The point is that people are “illegal” because they’ve been made illegal. Clearly since race is not physically real, it exists mainly in the way people are treated. If people are criminalized and treated as criminals because of who they are (as in where they’re from, what they look like), that can clearly be called racism. This is the case, especially when anyone with brown skin can feel the effects of the targeting of immigrants. But let’s consider why Pearce might want to clarify that illegal is not a race. He is denying racism because most people understand racism to be about discriminating against people for no other reason but because of who they are, not what they’ve done. So even if we don’t use the term race, most people would agree that this attitude is wrong. The reason his bill includes criminalizing day laborers is because day laborers are mostly undocumented. The activities of day laborers are targeted because this is a way to catch people because of who they are, not because day laborer activity is harmful to the community. Pearce is contributing to social division between people by also criminalizing the people who transport or harbor undocumented migrants (will renting to them be illegal?).
The criminalization of poor people from south of the border—said to be unwilling to assimilate (why should they?)—is partly justified because of some idea of protecting “our culture”. What culture is this that the anti-immigrant folks claim they are destroying? Our hallowed culture of watching hours of TV and playing facebook games, meaningless jobs and prescription drugs, calling the police on loud neighbors instead of asking them to turn it down? What are they actually trying to protect? Could it be that white people feel entitled to a land that was stolen and built on the backs of slaves? They’re certainly not trying to protect native sovereignty (look at the check points on the Tohono O’odham Reservation).
But let’s look a little bit closer. The media and the politicians have been spending a lot of time and energy on shoving fear down the throats of U.S. citizens. They repeat the horror stories over and over again, and they make a lot of it up. Pearce likes to read off the names of police officers killed by immigrants—how about we read off the names of all the people the police have killed and those who have died in Joe’s jail (too bad so many of their names aren’t even reported)? Pearce likes to talk about “illegals” like they are all the same—even though studies show that a smaller percentage of migrants commit serious crimes compared to citizens, any of them could be a murderer, so we need to get rid of them all (and this makes as much sense as putting all men in jail because most violent crimes are committed by men)! Yes, it takes a lot to convince the average American to hate someone for stepping over an arbitrarily-drawn line in the dirt, and it should.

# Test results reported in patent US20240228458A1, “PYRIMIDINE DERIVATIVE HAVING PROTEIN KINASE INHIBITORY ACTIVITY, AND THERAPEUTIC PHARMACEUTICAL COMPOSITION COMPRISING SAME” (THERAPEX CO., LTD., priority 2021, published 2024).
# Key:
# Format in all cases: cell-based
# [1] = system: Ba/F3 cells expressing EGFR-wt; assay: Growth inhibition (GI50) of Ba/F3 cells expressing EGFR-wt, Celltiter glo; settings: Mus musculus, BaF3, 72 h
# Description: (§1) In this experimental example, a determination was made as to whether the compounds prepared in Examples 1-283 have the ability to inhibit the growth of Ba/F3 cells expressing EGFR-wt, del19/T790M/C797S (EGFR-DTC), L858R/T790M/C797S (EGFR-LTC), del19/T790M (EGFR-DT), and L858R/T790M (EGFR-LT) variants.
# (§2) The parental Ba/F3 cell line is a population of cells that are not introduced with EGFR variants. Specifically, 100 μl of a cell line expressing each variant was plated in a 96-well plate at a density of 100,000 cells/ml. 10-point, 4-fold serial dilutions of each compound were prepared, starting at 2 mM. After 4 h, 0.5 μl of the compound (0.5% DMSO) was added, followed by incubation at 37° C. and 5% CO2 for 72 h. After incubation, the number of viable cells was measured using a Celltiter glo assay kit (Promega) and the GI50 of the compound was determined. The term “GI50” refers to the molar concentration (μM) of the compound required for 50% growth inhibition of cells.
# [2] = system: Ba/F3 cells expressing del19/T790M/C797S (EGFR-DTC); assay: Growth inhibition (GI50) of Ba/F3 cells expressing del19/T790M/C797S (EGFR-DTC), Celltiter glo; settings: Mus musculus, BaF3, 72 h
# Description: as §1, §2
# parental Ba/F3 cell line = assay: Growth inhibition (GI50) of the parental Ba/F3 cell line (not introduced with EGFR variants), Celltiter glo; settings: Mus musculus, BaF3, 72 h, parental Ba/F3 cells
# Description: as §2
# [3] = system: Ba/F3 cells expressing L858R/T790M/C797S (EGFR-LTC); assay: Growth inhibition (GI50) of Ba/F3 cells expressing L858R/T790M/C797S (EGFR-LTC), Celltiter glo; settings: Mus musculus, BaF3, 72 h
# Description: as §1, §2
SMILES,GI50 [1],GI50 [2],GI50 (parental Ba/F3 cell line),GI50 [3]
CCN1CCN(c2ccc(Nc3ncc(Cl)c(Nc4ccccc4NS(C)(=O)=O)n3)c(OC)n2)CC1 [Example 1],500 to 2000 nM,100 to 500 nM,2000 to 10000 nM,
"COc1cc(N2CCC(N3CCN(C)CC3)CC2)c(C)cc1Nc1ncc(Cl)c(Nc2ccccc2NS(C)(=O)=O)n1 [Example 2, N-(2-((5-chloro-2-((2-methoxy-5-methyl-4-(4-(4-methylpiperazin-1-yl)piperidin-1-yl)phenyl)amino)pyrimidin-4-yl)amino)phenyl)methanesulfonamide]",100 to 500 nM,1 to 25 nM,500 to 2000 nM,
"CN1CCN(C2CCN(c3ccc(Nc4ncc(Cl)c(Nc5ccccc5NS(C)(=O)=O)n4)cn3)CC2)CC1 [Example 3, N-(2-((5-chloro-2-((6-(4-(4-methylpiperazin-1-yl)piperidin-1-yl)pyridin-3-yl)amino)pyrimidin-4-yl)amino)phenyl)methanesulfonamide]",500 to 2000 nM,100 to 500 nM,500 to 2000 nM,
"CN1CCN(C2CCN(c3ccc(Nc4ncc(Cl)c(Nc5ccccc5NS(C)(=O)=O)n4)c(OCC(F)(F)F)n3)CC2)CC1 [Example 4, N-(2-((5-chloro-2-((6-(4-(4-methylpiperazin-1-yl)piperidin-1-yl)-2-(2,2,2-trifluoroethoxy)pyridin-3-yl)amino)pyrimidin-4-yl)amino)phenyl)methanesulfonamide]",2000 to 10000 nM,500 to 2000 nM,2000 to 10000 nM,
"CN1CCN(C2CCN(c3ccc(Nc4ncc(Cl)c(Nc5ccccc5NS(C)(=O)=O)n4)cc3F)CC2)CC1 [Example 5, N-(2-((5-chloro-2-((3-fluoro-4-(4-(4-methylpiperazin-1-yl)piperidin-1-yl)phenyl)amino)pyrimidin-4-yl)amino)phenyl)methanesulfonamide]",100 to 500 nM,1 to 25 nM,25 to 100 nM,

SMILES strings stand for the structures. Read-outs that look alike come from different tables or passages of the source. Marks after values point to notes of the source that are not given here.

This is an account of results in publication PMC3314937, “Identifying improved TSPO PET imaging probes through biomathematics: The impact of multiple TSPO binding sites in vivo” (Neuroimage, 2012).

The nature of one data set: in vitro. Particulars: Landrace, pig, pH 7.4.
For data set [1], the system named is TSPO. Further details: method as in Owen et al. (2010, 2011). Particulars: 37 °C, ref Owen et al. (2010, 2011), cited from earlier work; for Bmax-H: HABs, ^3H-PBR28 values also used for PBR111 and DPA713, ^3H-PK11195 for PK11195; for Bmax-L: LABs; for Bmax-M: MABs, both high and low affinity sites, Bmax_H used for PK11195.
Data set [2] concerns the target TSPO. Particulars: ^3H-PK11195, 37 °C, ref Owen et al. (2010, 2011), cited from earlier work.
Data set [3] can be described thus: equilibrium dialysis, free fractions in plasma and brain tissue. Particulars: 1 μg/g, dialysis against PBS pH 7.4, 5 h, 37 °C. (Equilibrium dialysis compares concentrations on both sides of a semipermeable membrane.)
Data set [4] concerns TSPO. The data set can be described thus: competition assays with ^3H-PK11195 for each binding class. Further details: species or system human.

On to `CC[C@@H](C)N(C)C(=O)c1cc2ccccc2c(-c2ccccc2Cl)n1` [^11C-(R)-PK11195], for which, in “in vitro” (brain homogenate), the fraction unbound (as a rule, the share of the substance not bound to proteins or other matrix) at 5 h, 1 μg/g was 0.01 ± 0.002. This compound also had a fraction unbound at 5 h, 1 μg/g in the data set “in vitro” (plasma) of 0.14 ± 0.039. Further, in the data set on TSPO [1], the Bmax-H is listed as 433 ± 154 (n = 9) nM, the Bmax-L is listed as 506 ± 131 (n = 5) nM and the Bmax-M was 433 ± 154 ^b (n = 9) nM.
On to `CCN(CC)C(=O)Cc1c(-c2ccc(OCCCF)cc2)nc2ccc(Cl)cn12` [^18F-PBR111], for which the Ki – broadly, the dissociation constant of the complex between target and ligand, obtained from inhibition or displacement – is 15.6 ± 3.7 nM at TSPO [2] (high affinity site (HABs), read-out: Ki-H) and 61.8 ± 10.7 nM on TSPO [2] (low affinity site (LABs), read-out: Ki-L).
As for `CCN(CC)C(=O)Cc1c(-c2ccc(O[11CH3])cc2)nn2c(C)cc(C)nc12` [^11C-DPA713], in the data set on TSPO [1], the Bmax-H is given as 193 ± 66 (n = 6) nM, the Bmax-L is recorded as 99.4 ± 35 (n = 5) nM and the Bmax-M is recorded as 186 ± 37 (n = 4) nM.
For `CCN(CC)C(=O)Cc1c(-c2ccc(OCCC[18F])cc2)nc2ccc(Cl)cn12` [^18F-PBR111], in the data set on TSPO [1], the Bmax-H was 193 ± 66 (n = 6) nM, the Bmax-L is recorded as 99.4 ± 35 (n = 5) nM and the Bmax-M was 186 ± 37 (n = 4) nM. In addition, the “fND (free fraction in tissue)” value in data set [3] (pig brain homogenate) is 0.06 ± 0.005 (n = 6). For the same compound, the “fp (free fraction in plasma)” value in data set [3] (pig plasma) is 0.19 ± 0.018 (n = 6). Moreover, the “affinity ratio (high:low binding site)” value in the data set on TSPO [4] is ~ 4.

So why all the effort? There’s a lot to be gained financially from maintaining a class of people who can be treated in such a way—with little legal recourse to obtain unpaid wages, to get at least minimum wage and overtime pay to begin with, to have safe and reasonable working conditions. Some folks are also making a lot of money off of imprisoning hundreds of thousands of migrants in detention centers, building security equipment, the border wall, etc. There are some people, and perhaps Pearce is one of them, who are not motivated by greed, just hate or vengeance—I mean, he and his son, as police officers, have been shot by Latino youth and a Mexican undocumented immigrant, respectively. Pearce claims that to stop the crimes that are committed by those who commit them, all undocumented immigrants must be targeted. Using a war term, he pushes “attrition by enforcement”.
Criminalizing people justifies their exploitation, imprisonment, separation from family or their removal. What makes people “illegal” immigrants is the legal and economic significance of the border. Rich people and goods can cross the border freely. The U.S. doesn’t want to take any responsibility for the economic impact of the neo-liberal projects like NAFTA which prevent people from being able to subsist in the country they were born in. The border wall isn’t even a band-aid approach to the issue—it’s like putting superglue in the wound. Pearce is not interested in real solutions. He is not only interested in the federal immigration law being enforced, but he wants people put in jail because of who they are.